Othniel Charles Marsh and Edward Drinker Cope
The famous era of dinosaur research in America is linked to the construction of the Union Pacific railway. In the summer of 1877, the famous dinosaur explorer Othniel Charles Marsh, received a letter from two of its employees informing him that they found bones of gigantic proportions near the railroad site.
Marsh was known as an enthusiastic geologist and, perhaps more importantly in this case, a wealthy man. It turned out that the workers had indeed found a place very rich in dinosaur remains.
The Morrison area near Denver became one of the richest sources of dinosaur excavations from the Upper Jurassic, as the composition of the local rocks is conducive to the preservation of their fossil bones. Within a few years, workers working for Marsh collected huge collections of dinosaur bones, which were sent to Marsh and rival Edward Drinker Cope for examination and description.
In some cases, rivers have carried the bodies of dinosaurs great distances and deposited them on the sands of their lower reaches. These huge layers of bones, the most famous of which are protected at Dinosaur National Monument in Utah (it is a huge museum hall where specimens are excavated), provided thousands of skeletons, single bones of dinosaurs and other animals at that time, such as fish, frogs, turtles, crocodiles, flying reptiles and mammals.
Other known fossil sites of American Jurassic dinosaurs include Como Bluff in Wyoming, Ghost Ranch in New Mexico, with a massive accumulation of Coelophysis debris, the Cleveland-Lloyd Dinosaur Quarry in Arizona with numerous Allosaurus remains, and a Cretaceous exposure called Egg Mountain in Montana, where it was discovered breeding colonies of duck-billed dinosaurs.
Recently, unusual finds of dinosaurs have been provided by South America, especially Argentina. The oldest, most primitive known dinosaurs (Herrerasaurus, Eoraptor and armored sauropods such as the Saltasaurus) come from there. A huge breeding colony of sauropods was also found in Patagonia.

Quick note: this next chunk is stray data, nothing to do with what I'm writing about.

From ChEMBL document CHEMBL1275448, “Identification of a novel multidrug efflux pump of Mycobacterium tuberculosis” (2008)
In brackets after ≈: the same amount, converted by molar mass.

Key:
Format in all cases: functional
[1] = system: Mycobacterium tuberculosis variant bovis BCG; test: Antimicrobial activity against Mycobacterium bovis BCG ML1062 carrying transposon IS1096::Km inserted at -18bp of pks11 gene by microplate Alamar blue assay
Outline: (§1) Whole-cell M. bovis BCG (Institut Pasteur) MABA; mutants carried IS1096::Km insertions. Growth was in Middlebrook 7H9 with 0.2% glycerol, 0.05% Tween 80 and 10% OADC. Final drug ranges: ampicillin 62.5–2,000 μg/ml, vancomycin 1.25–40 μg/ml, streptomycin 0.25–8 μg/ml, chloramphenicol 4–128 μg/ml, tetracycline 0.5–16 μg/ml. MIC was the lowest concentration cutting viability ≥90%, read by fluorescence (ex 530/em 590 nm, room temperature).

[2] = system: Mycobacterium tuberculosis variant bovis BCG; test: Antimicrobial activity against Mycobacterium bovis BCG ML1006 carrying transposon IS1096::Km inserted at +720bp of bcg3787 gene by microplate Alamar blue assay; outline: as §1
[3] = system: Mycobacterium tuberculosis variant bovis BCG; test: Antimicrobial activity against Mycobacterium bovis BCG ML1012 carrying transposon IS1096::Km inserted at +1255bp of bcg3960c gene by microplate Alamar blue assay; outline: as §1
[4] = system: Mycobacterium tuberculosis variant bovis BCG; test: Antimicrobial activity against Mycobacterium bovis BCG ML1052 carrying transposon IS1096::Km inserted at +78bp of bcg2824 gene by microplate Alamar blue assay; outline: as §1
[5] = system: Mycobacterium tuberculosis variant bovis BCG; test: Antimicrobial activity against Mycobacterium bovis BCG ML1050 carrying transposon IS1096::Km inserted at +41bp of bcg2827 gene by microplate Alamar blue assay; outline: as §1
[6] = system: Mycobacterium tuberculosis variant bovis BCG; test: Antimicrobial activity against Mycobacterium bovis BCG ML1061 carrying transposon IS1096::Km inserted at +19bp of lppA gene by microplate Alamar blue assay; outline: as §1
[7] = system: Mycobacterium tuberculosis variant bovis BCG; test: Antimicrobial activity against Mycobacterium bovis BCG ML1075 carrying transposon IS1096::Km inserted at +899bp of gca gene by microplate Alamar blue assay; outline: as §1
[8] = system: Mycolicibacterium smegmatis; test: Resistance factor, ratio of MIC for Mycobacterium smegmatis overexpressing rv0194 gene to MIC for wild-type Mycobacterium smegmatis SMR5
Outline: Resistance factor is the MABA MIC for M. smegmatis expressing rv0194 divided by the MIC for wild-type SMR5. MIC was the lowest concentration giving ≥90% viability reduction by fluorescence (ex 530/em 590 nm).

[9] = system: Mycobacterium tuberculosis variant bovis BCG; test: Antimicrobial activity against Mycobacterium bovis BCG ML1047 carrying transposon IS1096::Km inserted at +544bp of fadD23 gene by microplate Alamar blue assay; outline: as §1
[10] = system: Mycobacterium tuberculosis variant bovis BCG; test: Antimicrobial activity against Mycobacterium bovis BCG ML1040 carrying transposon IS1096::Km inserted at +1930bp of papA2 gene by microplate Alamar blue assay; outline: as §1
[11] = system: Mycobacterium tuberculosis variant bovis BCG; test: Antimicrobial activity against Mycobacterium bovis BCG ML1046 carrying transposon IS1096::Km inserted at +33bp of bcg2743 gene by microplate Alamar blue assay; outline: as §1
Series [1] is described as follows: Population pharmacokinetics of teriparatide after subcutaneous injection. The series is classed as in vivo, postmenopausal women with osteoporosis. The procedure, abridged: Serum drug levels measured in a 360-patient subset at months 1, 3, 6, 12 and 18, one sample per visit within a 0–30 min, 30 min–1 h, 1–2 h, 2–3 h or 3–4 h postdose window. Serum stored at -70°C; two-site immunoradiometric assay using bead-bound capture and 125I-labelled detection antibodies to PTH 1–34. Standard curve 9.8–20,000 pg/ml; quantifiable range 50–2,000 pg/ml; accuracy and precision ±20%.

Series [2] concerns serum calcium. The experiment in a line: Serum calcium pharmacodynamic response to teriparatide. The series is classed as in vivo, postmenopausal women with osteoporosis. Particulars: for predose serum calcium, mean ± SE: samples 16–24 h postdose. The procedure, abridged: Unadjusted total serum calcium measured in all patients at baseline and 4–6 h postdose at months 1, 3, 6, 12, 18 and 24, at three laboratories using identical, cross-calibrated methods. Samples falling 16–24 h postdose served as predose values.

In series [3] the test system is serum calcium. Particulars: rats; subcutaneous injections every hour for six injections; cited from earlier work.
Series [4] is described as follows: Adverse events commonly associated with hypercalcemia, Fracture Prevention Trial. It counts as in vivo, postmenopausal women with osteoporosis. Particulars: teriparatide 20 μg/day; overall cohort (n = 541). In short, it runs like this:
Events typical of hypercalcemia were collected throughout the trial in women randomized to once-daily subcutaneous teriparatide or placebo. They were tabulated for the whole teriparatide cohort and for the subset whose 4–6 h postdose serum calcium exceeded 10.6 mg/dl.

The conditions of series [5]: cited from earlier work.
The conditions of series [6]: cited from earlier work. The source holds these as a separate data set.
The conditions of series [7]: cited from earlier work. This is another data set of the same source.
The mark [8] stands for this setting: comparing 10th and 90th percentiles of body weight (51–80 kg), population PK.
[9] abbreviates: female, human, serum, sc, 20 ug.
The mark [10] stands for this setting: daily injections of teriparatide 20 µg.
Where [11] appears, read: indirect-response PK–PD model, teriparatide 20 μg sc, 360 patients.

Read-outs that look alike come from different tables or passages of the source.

Also in Australia, bone remains and numerous dinosaur tracks have been preserved. Closely related to the Australian ones were Antarctic dinosaurs, known so far from a few finds.
- The longest dinosaurs. Sauropods Top 10
- The heaviest dinosaurs – Top 10
- The longest predatory dinosaurs. Theropods Top 10
- The heaviest predatory dinosaurs Top 10
- The longest Ornithischians (Ornithischia) TOP 10
- The heaviest Ornithischians Top 10
- The largest raptors (dromaeosaurs) Top 10
- The heaviest Dromaeosaurids / dromaeosaurs – Top 10
- The longest Ankylosaurus Top 10
- The heaviest Ankylosaurus Top 10
- The longest ceratopsians
- The heaviest cerapsians
- The longest and largest ornithopods
- The heaviest ornithopods Top 10
- The longest Stegosaurians (Stegosauria) TOP 10
- The heaviest Stegosaurians (Stegosauria) Top 10
- The smallest sauropods Top 10
- The smallest dinosaurs Top 10
- The largest pterosaurs Top 10
- Dinosaurs database
- Predatory dinosaurs
- Animals & dinosaurs records
- The fastest animals – Top 100
- The fastest birds – Top 10